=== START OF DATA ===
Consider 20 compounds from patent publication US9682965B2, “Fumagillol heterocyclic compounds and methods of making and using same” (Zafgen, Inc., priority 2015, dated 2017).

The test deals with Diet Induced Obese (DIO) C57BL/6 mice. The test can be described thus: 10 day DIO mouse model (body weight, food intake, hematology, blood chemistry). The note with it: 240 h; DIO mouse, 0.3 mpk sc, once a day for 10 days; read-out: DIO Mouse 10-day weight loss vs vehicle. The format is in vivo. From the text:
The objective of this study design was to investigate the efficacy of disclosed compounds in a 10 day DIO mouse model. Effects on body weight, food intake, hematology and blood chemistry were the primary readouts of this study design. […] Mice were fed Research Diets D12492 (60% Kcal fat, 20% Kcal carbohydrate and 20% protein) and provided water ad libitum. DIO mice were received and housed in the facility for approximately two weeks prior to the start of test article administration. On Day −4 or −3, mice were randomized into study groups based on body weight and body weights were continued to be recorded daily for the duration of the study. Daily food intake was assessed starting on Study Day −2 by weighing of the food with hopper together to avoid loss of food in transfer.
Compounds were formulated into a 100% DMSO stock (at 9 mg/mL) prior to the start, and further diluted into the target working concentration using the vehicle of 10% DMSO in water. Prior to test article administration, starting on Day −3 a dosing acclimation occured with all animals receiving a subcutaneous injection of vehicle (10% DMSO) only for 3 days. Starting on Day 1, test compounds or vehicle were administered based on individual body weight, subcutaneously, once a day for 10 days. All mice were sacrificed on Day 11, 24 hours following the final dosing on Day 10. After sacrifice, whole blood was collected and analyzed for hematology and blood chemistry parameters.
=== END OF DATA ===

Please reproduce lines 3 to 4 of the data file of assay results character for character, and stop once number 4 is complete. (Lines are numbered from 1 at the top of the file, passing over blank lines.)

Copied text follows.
The objective of this study design was to investigate the efficacy of disclosed compounds in a 10 day DIO mouse model. Effects on body weight, food intake, hematology and blood chemistry were the primary readouts of this study design. […] Mice were fed Research Diets D12492 (60% Kcal fat, 20% Kcal carbohydrate and 20% protein) and provided water ad libitum. DIO mice were received and housed in the facility for approximately two weeks prior to the start of test article administration. On Day −4 or −3, mice were randomized into study groups based on body weight and body weights were continued to be recorded daily for the duration of the study. Daily food intake was assessed starting on Study Day −2 by weighing of the food with hopper together to avoid loss of food in transfer.
Compounds were formulated into a 100% DMSO stock (at 9 mg/mL) prior to the start, and further diluted into the target working concentration using the vehicle of 10% DMSO in water. Prior to test article administration, starting on Day −3 a dosing acclimation occured with all animals receiving a subcutaneous injection of vehicle (10% DMSO) only for 3 days. Starting on Day 1, test compounds or vehicle were administered based on individual body weight, subcutaneously, once a day for 10 days. All mice were sacrificed on Day 11, 24 hours following the final dosing on Day 10. After sacrifice, whole blood was collected and analyzed for hematology and blood chemistry parameters.